When I was given antibiotics for fever by my doctor, I noticed that my urine is unusually yellow. Why is that?
2Any chance you were also given a drug called Pyridium to treat symptoms of a urinary tract infection?– SusanApr 18, 2015 at 23:40
1@Susan negative. It was for fever and cold. I recall I was diagnosed with some kind of respiratory infection. I did not experience symptoms of urinary tract infection.– kathyApr 19, 2015 at 6:07
3OK, thanks. It would be really helpful if you could tell us what antibiotic it was.– SusanApr 20, 2015 at 1:49
1Your medicine came with a package insert. It might mention urine color changes. (This is the medical equivalent of saying "read the documentation.")– Iron PillowJul 12, 2015 at 5:55
The color, odor and consistency of urine can be differ and can reveal what you've been eating, how much drinking and what diseases you have, so change of the color is usually something completely normal. All substances circulating in your body (including bacteria, yeast, excess protein/sugar can make their way there. It's an important part of your body's disposal process and it's useful tool of diagnosis.
Tomas Griebling, MD, MPH (vice chair of the urology department at the University of Kansas) says:
From a historical view, urinalysis was one of the original windows into what's happening in the body.
Anthony Smith, MD (professor and chief of urology at the University of New Mexico) says:
The urine is there primarily to get rid of toxins or things that would otherwise build up in the body that would be bad for the body.
Urine gets it color from the urochrome pigment and it ranges between light straw/yellow and dark/deep amber (honey). Darker color is normally when you're urinating first in the morning (this indicates your liver was busy at night to get rid of toxins). During day or evening can indicate dehydration, so you should drink more water.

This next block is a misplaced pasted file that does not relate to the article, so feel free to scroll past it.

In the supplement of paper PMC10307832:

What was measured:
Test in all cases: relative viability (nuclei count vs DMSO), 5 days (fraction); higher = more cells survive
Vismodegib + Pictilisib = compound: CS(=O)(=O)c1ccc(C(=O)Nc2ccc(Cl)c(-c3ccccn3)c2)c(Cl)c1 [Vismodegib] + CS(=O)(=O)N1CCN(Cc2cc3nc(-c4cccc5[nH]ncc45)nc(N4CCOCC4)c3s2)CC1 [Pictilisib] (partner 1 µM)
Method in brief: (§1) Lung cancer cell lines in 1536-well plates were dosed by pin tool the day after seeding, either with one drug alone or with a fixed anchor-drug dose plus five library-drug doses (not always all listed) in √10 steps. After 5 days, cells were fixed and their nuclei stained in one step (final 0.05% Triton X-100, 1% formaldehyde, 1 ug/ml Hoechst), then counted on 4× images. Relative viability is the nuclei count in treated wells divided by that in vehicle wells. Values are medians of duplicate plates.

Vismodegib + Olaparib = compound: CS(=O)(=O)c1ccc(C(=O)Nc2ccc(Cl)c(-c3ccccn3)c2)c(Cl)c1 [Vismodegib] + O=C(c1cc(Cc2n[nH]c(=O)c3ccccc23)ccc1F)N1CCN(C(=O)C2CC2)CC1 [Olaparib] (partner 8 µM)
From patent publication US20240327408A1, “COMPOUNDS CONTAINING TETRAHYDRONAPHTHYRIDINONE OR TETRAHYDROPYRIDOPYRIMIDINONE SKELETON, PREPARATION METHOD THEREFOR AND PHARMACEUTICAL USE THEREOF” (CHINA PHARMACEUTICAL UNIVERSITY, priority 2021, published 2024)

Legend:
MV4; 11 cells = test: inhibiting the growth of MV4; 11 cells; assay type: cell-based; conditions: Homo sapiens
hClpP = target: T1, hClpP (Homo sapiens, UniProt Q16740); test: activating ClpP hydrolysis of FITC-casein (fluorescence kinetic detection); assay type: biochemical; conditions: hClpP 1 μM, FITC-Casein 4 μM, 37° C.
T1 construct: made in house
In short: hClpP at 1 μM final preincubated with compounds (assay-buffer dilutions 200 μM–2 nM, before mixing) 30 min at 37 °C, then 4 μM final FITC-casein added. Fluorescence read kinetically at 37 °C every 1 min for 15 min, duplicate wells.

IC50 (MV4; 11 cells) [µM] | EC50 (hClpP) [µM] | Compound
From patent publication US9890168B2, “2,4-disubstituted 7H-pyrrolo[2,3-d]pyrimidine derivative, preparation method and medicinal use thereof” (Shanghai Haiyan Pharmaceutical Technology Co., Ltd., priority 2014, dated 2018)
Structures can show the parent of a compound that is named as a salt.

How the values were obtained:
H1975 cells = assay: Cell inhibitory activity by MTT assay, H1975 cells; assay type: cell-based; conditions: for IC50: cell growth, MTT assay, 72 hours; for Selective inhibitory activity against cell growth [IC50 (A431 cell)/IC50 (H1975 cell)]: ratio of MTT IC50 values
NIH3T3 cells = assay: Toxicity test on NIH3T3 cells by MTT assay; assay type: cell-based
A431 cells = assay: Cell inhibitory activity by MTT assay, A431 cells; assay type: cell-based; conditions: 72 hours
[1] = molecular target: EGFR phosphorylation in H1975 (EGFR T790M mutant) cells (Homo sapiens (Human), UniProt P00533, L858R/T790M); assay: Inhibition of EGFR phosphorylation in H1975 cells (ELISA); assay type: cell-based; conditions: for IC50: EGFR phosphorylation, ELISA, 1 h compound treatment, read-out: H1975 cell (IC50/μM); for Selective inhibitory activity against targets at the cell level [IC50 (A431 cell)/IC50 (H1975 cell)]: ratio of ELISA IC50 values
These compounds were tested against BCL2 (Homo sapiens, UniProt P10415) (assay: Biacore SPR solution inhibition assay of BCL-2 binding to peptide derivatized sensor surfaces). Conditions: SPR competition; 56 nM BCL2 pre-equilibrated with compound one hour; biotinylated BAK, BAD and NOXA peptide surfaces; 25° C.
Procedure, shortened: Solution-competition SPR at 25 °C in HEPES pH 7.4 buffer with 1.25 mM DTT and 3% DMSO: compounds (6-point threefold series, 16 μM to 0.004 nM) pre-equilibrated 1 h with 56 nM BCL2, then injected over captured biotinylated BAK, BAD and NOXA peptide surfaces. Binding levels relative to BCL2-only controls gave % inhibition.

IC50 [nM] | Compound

These are some of the medicines and vitamins that can change the colour of urine:
- Yellow or yellow-green: cascara, sulfasalazine, the B vitamins.
- Orange: rifampicin, sulfasalazine, the B vitamins, vitamin C.
- Pink or red: phenolphthalein, propofol, rifampicin, laxatives containing senna.
- Green or blue: amitriptyline, cimetidine, indomethacin, promethazine, propofol, triamterene, several multi-vitamins.
- Brown or brownish-black: levodopa, metronidazole, nitrofurantoin, some anti-malarial agents, methyldopa, laxatives containing cascara or senna.
Source: Urinary Incontinence health centre
If you worry about your urine color (apart of contacting your doctor of course), you may purchase urine test strips for determination of leukocytes, nitrite, urobilinogen, protein, pH, blood, specific gravity, ketone, bilirubin and glucose in urine. You can easily check if your infection is gone or not.
See the following chart (The Color of Pee) found at Cleveland Clinic:
See also PDF version of it.
5"there's no such thing as purple urine" ... shucks! lol +1 good post– user147Apr 6, 2015 at 5:09
The anti-biotic could possibly be having an antidiuretic effect. This reduces the amount of water in urine, and so the natural yellow hue is intensified.
There is a definition of an antidiuretic at Wikipedia. The key element of the body's natural ability to retain urine is Vasopressin.
There are natural remedies for both urine retention and lack of urine retention. Try:
- LiveStrong : Antidiuretic
- LiveStrong : Diuretic
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